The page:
"He asked me no other question. He was apparently satisfied with the good sense of my last answer. We returned to the Court, and he reported in favor of my application!

"Still an insuperable obstacle to my practising was an inability to procure an office, for my desk room at Mr. Cozzens's was not suitable for my new dignity. This difficulty has been removed by the offer of Mr. Hughes (an English 'sympathizer') to allow me the use of one of his two rooms for the nominal price of $1 a month in Tryon Row. Both he and I have learned since that this is considered an undesirable locality—a fact of which we were ignorant, but here I must remain until I can better myself. My room is perfectly bare—a carpetless floor, plain uncovered table, and three chairs—one for myself, and the others for possible clients. Here I have swung out my modest shingle soliciting the patronage of the public. 284 "I have commenced attending the Courts regularly and have heard the leading lawyers. I am not vain, as you know, but—I am not afraid of them! But when, when shall I have a chance? The great difficulty in my way is the prejudice against 'rebels'; and that I am sorry to see is not diminishing. I hope to wear it away after a while if, meantime, I do not starve. It is my last cast—and I am resolved to succeed or perish in the attempt. Several New York papers have spoken of my residence here with kindness and compliment, but a silly sneer in the Boston Post—under which I am fool enough to suffer—cut me to the heart, trifling and flippant as it is: 'The Rebel Pryor has opened an office in New York for the practice of the Law, but he has not yet had a rap.'—(R. A. P.).

"Look now for uninteresting letters. It will be study, study, study, ever after this! I am writing now at night, with a languid head. My children—my dear children! How I love them! God bless them!"

He wrote, December 28:—

"My prospects here had brightened a little with the promise of a case that would, in time, have yielded me two hundred dollars, but a friendly priest (and he was wise) persuaded the parties to settle out of Court, and so my hopes were dashed to the ground. But I am retained, provisionally, as counsel for the National Express Company, from which I may make something. My thoughts at Christmas in my lonely office were with my precious household at Cottage Farm. How I regretted my want of money would not permit me to send some holiday presents, but we must bear these privations till happier days. I longed to go to you—but had no money to defray the expense of the trip. Dearest Sara, let us endure these trials with all possible fortitude. If only you can keep happy, I can bear my portion of the burden."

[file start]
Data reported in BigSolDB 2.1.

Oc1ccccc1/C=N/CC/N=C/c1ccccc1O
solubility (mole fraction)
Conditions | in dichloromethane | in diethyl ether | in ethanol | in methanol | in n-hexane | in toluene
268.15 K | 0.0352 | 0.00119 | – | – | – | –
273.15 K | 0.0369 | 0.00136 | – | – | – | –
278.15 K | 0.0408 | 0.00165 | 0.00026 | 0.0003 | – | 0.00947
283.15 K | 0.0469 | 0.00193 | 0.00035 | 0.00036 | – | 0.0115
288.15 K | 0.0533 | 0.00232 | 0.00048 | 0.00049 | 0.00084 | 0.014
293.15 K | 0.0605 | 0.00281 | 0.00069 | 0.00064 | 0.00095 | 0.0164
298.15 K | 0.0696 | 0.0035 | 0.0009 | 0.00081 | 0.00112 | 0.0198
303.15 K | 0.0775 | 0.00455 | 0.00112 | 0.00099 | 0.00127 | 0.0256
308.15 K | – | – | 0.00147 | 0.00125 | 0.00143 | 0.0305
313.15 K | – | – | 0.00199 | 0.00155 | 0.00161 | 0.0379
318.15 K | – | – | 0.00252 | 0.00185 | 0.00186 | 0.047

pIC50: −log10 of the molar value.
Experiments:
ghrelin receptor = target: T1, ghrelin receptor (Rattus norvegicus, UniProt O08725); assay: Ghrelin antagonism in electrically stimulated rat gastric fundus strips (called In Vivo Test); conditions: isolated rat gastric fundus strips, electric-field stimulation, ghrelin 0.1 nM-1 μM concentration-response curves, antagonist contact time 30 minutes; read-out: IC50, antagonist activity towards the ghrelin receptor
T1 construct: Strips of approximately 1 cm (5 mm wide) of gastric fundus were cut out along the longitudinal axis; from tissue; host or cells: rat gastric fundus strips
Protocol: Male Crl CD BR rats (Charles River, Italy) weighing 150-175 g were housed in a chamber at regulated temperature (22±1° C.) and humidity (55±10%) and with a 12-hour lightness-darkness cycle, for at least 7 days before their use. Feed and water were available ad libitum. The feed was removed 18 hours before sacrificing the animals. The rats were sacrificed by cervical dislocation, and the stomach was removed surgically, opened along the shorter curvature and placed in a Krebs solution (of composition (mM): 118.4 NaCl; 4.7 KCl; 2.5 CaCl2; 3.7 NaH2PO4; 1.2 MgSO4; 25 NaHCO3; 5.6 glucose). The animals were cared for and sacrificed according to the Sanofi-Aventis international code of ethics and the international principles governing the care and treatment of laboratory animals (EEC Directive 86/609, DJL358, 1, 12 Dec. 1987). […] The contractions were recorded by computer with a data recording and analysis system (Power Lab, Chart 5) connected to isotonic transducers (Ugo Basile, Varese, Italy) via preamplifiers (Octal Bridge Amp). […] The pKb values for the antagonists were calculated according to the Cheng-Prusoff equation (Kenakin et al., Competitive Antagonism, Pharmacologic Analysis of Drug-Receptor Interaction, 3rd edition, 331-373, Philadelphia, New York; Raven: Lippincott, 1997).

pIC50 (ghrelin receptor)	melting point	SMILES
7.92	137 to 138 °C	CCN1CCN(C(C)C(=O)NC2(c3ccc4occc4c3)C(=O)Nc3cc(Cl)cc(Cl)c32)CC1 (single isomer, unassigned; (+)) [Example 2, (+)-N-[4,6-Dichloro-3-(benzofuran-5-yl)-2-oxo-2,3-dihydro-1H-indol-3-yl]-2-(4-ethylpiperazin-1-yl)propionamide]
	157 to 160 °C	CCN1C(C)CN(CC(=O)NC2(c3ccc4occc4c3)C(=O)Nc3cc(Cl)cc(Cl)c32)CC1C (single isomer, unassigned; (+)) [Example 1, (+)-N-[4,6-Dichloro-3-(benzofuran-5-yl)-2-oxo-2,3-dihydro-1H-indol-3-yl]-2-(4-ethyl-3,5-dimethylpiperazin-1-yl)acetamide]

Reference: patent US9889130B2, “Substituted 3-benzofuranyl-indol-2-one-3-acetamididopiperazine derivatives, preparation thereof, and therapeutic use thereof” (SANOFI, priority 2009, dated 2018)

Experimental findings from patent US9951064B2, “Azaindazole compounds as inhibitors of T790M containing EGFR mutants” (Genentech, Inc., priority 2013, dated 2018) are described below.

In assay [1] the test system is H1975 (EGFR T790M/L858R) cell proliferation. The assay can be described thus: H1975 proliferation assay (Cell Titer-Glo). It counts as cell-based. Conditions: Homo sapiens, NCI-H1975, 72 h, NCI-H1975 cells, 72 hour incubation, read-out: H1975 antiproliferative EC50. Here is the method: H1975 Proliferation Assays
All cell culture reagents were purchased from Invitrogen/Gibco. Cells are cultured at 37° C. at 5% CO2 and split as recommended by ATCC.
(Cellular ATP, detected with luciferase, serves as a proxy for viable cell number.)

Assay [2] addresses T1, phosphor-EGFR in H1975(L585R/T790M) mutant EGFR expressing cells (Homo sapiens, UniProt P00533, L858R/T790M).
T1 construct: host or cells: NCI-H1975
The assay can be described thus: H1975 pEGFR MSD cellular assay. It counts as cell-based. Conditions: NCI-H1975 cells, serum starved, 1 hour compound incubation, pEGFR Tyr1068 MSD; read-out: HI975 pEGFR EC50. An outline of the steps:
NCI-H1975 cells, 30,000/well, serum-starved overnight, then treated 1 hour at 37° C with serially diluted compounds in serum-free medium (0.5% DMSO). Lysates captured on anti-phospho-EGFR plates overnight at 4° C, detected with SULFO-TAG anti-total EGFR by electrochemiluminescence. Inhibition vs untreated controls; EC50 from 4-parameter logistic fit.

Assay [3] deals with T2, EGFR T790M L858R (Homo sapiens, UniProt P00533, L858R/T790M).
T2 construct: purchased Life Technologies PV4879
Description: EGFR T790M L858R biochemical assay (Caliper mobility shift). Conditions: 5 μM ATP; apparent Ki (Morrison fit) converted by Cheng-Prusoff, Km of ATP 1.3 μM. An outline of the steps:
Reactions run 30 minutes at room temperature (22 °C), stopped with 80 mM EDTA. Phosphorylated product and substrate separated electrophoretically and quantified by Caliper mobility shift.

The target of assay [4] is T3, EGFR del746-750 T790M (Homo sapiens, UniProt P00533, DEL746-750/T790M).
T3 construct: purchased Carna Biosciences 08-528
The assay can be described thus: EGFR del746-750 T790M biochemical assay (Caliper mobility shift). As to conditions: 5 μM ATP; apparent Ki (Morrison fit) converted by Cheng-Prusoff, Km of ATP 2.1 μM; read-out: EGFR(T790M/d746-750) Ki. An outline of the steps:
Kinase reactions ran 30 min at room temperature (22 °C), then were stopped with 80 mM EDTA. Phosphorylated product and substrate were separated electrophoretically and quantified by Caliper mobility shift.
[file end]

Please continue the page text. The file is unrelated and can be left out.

285 In February he wrote me:—

"To-day I make a reckoning of my earnings since my residence in New York. I was admitted to the Bar about the first of December. I have been 'practising,' then, about two months and a half. Well, my receipts for sundry small services have been $356, and I am retained by an express company. I wonder if this looks as if we are 'out of the woods.' Unhappily I have had to pay a debt incurred when I was in Fort Lafayette, and for which I had provided money, but it was embezzled by a dishonest quartermaster at the Fort. Then the small debts we owed when we left Washington—and which, you remember, the Confederate Government 'confiscated' and for which exacted payment—have simply waited for me to get work, and these I must promptly pay. However, I am hopeful. God grant my anticipations may be realized.

"I have some little money owing to me and some doubtful claims, and the Court and lawyers treat me with marked courtesy. I study intensely and am as diligent as possible in attention to my duties. I mean at least to deserve success—which is the surest way to realize it. Kiss the chicks!

"Devotedly,
"R. A. P.

"P.S. A client interrupts me! Don't be depressed, Sallie! A gleam of light gilds our horizon, which has been dark, God knows, long enough. Next summer we must have our home, and won't it be a happy home? God grant it. God bless us all."

Alas, the next letter announced the fading of the "gleam of light" into darkness and disappointment.

"I thought I had two good cases this week, but my clients decided not to sue. Oh, how weary I am of this 286life! But there is no escape, and I must not despond. Stimulate the boys to diligence in their studies. Is Billy still mischievous? And Lucy demure? Ah, Fan! apple of my eye, how I love you! How I long to see you all! The bright, the happy day will soon come, I pray. Heaven only knows how I pine for my family; but my first duty is to feed them, and until that is accomplished I must forego every personal gratification.

"I am convinced the chief obstacle to my success is the prejudice against 'rebels.' That is fearful, and I feel its effects every day. I was lately employed as a referee to report the facts in an application for the discharge of a prisoner by the process of habeas corpus. When my name as referee was announced, one of the counsel arose and protested to the Court that he would not appear before a rebel whose hands were yet red with loyal blood. Thereupon, of course, I declined the appointment. Still, I must toil on, nothing disheartened. The memory of the little household at Cottage Farm animates and sustains me in my troubles. May God bless and prosper us!

"Devotedly,
"R. A. P."

My dear aunt had now joined me with my little girls. One night I was awakened by a voice speaking to me under my window. There stood a negro man. "Mr. Green wants you right away, madam," he said. "He thinks he's dying, an' he says he is obliged to see you. I brought a note."

The note from a relative of Mr. Green confirmed the man's statement, adding: "Let nothing prevent your coming. George will take care of you."